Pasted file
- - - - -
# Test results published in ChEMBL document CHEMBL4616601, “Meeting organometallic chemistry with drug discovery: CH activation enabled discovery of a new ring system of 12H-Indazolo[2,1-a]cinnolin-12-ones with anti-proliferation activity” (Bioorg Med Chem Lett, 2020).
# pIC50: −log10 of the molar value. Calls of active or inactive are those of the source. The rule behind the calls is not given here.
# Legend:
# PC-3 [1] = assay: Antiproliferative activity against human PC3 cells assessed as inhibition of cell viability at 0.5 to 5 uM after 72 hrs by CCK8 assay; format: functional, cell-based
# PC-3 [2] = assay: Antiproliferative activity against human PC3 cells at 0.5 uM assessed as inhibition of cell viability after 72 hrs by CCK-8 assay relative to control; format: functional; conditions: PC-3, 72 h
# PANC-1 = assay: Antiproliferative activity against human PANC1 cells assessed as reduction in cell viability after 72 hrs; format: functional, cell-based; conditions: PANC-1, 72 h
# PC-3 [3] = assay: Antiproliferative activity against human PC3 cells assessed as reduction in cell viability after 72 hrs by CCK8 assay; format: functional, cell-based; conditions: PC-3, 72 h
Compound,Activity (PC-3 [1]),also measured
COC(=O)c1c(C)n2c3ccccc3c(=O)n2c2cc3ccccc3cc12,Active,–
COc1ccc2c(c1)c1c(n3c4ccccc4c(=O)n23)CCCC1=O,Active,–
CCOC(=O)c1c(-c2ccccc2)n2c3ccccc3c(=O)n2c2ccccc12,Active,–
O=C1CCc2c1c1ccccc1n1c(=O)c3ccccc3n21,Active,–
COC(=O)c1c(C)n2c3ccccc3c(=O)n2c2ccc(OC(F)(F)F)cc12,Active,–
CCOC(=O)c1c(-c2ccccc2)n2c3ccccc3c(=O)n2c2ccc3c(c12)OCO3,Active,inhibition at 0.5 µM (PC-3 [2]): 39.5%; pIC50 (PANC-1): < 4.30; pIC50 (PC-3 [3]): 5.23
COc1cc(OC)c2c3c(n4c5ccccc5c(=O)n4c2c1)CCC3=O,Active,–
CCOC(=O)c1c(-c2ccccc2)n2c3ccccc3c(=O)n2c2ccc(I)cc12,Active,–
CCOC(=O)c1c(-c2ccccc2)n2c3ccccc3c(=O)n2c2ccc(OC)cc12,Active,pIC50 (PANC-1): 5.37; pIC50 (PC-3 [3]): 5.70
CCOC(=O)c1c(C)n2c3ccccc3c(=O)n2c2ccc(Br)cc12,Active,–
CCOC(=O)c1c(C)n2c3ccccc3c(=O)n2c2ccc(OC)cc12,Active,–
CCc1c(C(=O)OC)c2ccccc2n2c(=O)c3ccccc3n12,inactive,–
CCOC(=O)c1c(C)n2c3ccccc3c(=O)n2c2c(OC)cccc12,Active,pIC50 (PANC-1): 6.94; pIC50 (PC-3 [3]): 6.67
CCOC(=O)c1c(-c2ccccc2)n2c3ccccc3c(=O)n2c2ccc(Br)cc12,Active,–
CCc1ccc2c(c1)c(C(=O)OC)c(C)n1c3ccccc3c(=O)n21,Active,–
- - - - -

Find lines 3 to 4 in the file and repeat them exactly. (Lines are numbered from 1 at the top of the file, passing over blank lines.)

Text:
# Legend:
# PC-3 [1] = assay: Antiproliferative activity against human PC3 cells assessed as inhibition of cell viability at 0.5 to 5 uM after 72 hrs by CCK8 assay; format: functional, cell-based